Another would-be scientific yet unscientific line of defense that the champions of the Simulated Universe Hypothesis often employ are the demands of loyalty towards our Overlord. Some of them are as dead serious about this line as the most hopeless religious fundamentalists. They say that the Overlord may be deliberately trying to mislead us and we must just stay humble and respect Her great power because we're such tiny insects.
Well, let me say that I know that this Overlord doesn't exist but even if I had doubts about Her existence, as a scientist, I don't have and can't have any respect towards Her "authority" that would affect my reasoning. Such an influence of fear on reasoning is just not kosher for a scientist – and I would surely extend this moral principle to North Korean scientists and simulated scientists, too. It's just about the most important, defining features of science. So even if the Overlord exists, she may politely sc*ew Her own asshole, or whatever f*cking parts of the body She is expected to have. Give me a break with this stuff. Worshiping a being, especially one that doesn't exist according to all the rational reasoning, is just plain stupid.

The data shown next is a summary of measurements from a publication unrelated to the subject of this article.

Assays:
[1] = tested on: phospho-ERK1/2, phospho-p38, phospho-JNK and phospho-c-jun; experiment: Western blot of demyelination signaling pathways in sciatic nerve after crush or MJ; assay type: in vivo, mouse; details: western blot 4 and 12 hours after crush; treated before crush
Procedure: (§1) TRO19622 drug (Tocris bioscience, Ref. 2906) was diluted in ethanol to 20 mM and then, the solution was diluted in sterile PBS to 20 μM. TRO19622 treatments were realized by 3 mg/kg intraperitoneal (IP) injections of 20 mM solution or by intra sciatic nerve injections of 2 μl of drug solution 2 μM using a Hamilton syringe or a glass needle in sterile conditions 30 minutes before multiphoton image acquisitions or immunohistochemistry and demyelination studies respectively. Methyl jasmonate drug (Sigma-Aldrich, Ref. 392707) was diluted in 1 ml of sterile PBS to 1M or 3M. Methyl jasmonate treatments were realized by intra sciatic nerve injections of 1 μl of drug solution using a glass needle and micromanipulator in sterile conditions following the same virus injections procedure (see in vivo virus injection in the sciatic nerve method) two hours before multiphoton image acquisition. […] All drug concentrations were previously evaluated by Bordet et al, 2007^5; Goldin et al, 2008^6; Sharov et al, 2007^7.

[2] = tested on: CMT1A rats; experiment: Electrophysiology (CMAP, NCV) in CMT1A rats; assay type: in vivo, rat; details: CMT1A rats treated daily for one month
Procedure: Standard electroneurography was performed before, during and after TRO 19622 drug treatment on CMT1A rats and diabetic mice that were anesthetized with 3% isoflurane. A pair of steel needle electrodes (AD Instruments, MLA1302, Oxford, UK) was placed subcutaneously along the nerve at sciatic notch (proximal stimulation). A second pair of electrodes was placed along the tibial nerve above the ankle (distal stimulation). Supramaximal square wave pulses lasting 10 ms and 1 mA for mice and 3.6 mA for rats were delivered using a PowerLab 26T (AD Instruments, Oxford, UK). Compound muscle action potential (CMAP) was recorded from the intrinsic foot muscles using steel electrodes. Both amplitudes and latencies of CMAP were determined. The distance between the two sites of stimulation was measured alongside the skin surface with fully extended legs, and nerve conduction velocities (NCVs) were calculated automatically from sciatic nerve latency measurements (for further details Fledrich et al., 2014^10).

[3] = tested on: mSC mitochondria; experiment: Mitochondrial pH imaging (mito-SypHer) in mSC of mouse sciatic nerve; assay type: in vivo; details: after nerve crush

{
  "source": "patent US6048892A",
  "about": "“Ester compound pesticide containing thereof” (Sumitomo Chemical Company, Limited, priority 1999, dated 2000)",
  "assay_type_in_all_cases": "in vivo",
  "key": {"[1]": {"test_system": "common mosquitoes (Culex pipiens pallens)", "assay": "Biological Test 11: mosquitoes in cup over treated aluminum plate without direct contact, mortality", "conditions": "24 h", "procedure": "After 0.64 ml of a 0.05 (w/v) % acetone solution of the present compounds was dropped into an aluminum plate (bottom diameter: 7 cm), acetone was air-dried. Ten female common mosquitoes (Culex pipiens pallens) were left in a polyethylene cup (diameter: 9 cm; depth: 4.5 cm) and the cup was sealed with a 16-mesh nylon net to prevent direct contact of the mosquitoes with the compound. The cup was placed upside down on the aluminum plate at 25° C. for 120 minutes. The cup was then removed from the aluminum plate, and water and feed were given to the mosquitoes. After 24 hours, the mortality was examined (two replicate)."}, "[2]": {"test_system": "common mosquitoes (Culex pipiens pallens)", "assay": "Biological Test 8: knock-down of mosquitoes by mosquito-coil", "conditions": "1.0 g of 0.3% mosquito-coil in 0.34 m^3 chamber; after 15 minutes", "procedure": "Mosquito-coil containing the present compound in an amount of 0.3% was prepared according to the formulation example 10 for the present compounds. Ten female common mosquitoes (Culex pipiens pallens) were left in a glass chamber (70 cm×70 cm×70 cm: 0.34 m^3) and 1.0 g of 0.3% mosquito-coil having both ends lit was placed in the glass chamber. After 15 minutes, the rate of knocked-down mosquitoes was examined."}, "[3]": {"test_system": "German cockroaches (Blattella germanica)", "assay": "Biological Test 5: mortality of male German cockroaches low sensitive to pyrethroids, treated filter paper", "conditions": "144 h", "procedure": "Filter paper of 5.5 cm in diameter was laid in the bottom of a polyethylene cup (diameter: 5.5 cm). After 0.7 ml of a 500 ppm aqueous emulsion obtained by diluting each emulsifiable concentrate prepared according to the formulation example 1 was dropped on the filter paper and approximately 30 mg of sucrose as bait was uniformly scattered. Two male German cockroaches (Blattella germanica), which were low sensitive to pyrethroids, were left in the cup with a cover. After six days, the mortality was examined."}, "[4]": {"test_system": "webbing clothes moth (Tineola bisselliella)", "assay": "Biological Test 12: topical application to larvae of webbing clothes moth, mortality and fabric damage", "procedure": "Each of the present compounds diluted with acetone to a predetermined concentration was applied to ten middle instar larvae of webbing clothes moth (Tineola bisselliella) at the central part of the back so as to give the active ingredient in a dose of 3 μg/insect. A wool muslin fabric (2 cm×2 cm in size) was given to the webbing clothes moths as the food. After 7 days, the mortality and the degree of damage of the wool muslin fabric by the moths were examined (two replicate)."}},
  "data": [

When She is presented as omnipotent in this way, the champions of Her dominion over the world have no problem to say that She may fine-tune things to values I find unlikely because it's Her right. She has the right to confuse me, too. Because these folks live in a mental world that assumes that She exists as if it were the most reliable and universal axiom of science – in a complete analogy with religious bigots in Christianity, Islam, and perhaps other old-fashioned religions – they consider their uncritical faith to be a sign of their being scientific.